What Should Be in Your Homeopathic Pet First Aid Kit?
As co-owner of Doylestown Veterinary Hospital, Dr. Laura Weis, DVM, specializes in homeopathy and nutritional counseling. When addressing the question of what healthcare items pet owners should have on hand, she says dog owners should start with the basics first – things like gauze, a thermometer, and hydrogen peroxide – before building a more comprehensive and holistic pet first aid kit from that.
“The American Veterinary Medical Association offers pet resources, and they have a nice checklist. It’s pretty basic, not too daunting,” she says, adding that conventional pet first aid kits are even available to purchase pre-made.
“I would consider those the base that you build off of to develop more of a holistic first aid kit.”
When preparing for a true emergency, however – those situations in which a pet owner must stabilize his or her dog until veterinary care is available – there are a few holistic items that Dr. Weis recommends.
In Case of Emergency
“The items I would have on hand are helpful when dealing with a situation that might involve trauma or shock – something beyond the bandages to control bleeding.”
- Rescue Remedy, made from various botanicals, helps to calm and soothe dogs who have been involved in trauma. Available for both humans and their pets, it is important to select the bottle labeled for pet use, as it does not contain alcohol.
“You can literally just put a few drops of Rescue Remedy on your pet’s gums or even rub it on some exposed skin inside the ear,” says Dr. Weis. “And you can use it frequently – every 10-15 minutes – as you’re transporting your pet to the veterinarian office.”
- Basic Arnica is also a tremendous aid in the event of trauma ranging from shock or lacerations, down to a minor bump or bruise.
It is important for pet owners to differentiate between homeopathic arnica versus the herbal variation, says Dr. Weis. To do so, look for the identifying number and letter chain on the bottle indicating strength.
“You’ll find anything from 6C to 30C,” she says. “The lower strength, the 6C, would need to be repeated more frequently. These are little sugar pellets that the medication is sprayed onto. You can dispense 3-5 pellets and put them inside your animal’s cheek pouch or right on the gum. They dissolve and the medication diffuses across the mucus membranes.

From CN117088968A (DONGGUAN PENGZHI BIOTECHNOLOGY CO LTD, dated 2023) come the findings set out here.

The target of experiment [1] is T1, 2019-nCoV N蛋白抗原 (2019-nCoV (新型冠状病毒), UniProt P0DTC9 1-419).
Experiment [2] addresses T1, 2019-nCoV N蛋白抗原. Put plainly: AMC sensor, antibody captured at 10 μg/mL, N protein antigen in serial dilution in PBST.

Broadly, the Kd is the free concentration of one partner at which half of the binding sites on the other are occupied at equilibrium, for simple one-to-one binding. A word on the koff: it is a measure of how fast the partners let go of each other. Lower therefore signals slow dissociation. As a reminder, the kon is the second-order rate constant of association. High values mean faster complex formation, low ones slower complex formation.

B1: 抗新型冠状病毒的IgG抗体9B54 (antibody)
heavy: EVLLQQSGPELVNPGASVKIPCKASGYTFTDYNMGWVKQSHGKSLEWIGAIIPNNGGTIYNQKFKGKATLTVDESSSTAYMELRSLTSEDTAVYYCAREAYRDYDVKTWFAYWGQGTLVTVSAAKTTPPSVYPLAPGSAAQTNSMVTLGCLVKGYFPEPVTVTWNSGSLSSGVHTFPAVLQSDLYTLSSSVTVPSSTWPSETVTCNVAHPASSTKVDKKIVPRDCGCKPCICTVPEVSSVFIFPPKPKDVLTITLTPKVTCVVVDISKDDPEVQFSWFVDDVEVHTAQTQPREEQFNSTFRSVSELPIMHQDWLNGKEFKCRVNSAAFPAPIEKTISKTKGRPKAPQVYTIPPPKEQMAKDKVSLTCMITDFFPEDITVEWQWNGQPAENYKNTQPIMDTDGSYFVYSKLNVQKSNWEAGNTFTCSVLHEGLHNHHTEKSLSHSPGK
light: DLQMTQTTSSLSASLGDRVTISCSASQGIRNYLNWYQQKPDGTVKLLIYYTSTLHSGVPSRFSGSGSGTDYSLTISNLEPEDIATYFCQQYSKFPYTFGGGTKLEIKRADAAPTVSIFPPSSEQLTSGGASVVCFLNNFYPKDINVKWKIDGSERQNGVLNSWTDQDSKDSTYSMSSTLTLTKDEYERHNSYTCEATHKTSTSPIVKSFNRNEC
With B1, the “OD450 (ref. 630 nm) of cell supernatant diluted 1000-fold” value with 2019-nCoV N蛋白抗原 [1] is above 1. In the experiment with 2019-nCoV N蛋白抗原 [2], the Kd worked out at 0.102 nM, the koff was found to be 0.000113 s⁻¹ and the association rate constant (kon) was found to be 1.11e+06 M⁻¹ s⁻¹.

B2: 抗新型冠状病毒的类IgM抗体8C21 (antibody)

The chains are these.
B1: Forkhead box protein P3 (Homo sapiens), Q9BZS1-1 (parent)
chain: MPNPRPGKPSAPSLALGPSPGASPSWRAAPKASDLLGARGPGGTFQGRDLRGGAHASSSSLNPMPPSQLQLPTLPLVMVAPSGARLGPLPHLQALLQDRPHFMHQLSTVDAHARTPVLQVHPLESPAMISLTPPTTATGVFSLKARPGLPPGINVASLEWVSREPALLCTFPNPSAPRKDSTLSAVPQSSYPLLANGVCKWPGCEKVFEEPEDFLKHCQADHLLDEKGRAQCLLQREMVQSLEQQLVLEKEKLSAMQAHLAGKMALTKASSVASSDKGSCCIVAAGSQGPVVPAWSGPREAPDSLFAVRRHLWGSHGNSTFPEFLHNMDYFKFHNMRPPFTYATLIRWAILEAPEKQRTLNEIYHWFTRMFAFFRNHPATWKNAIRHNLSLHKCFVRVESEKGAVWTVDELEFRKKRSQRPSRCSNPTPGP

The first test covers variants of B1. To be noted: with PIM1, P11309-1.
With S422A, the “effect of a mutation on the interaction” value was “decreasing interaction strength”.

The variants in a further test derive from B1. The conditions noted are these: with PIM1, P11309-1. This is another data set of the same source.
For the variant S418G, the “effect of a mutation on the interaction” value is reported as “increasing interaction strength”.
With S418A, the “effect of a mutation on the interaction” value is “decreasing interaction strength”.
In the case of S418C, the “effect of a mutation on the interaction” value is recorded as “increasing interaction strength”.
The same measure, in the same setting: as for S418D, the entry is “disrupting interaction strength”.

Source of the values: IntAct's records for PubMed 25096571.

For a more severe injury, arnica can be repeated every 10-15 minutes until an owner can transport his or her pet to a veterinary hospital. For minor bruising, arnica can be rubbed on the skin 2-3 times a day until improvement is seen.
For Treatment at Home
Arnica and Rescue Remedy are holistic options for more dire situations. “They’re more, ‘Your pet is in trouble – you need help immediately,’ scenarios,” says Dr. Weis.
For less urgent, but nonetheless unpleasant, episodes – Dr. Weis recommends the following components for your pet first aid kit.
- Burns: “For everything from a mild sunburn to a more severe burn, you can absolutely use aloe vera gel,” she says. “You just have to be careful, as you don’t want your pet to lick it off and ingest it.” The solution? Use food grade aloe vera, which is equally soothing.
- Topical injuries: When addressing minor scrapes and cuts that do not require stitches, it’s still important to reach for an antidote that will ward off infection.
“One thing every pet first aid kit should have is liquid colloidal silver,” Dr. Weis says. “This is a general anti-microbial. It works against viruses, it works against bacteria, it works against various fungi, and you can apply it topically or even orally. But I would only attempt oral administration with the guidance of a veterinarian.”